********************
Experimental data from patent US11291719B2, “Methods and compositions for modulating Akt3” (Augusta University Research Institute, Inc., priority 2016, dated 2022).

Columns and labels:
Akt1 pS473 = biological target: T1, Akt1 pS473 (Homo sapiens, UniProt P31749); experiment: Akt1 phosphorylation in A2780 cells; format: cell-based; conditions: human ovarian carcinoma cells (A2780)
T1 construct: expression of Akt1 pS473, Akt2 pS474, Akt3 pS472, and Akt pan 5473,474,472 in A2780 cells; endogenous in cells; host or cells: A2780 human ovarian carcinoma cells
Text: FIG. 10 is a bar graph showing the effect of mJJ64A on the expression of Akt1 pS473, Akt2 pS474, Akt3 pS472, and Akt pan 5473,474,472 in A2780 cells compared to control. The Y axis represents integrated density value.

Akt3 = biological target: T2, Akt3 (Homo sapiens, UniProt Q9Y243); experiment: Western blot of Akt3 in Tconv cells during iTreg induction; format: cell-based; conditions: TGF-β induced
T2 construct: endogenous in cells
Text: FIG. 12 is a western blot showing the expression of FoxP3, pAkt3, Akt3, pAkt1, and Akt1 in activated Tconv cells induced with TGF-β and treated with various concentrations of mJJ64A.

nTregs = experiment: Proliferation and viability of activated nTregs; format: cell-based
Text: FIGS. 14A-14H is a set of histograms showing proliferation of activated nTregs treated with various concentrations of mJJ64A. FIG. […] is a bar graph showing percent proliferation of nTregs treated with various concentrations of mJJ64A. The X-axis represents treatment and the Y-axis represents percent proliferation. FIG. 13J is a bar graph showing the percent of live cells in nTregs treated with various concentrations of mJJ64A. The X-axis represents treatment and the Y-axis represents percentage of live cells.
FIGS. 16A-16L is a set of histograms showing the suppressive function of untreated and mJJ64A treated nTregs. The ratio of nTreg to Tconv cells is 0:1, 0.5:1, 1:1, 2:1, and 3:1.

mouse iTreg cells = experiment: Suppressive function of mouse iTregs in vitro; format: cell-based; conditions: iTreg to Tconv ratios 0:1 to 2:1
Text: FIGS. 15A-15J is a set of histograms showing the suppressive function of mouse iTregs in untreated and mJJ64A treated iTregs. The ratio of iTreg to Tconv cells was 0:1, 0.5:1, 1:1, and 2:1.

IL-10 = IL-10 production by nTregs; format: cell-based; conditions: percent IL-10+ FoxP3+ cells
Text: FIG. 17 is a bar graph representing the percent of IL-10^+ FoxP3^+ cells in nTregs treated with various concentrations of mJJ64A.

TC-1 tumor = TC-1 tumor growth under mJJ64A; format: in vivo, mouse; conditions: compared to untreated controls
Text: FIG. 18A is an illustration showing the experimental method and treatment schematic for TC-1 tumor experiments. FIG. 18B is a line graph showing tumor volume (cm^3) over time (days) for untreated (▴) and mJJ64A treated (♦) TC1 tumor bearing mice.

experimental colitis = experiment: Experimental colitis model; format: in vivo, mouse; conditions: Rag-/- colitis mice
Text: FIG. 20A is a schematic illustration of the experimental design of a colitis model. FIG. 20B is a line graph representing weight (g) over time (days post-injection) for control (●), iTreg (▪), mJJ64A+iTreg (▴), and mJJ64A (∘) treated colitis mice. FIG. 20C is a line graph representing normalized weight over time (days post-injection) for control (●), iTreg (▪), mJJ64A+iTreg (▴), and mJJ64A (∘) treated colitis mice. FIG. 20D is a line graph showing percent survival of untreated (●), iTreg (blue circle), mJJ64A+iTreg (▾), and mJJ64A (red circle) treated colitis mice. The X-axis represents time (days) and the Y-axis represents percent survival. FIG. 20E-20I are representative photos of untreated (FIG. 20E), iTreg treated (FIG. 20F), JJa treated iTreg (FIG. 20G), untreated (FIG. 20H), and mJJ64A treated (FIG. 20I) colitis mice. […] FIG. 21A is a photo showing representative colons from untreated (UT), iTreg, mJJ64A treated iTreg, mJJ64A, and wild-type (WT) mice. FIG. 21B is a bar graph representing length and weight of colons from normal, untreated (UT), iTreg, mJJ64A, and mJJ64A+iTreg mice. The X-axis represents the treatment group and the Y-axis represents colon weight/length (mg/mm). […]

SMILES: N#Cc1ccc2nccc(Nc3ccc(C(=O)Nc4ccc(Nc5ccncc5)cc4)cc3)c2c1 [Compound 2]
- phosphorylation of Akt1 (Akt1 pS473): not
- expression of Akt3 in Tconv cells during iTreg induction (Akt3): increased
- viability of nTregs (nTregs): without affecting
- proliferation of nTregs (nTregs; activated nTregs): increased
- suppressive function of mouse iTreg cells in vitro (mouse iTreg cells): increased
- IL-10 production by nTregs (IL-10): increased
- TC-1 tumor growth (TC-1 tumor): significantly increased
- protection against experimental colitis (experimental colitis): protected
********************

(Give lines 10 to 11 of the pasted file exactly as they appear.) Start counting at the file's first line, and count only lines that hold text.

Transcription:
Text: FIGS. 14A-14H is a set of histograms showing proliferation of activated nTregs treated with various concentrations of mJJ64A. FIG. […] is a bar graph showing percent proliferation of nTregs treated with various concentrations of mJJ64A. The X-axis represents treatment and the Y-axis represents percent proliferation. FIG. 13J is a bar graph showing the percent of live cells in nTregs treated with various concentrations of mJJ64A. The X-axis represents treatment and the Y-axis represents percentage of live cells.
FIGS. 16A-16L is a set of histograms showing the suppressive function of untreated and mJJ64A treated nTregs. The ratio of nTreg to Tconv cells is 0:1, 0.5:1, 1:1, 2:1, and 3:1.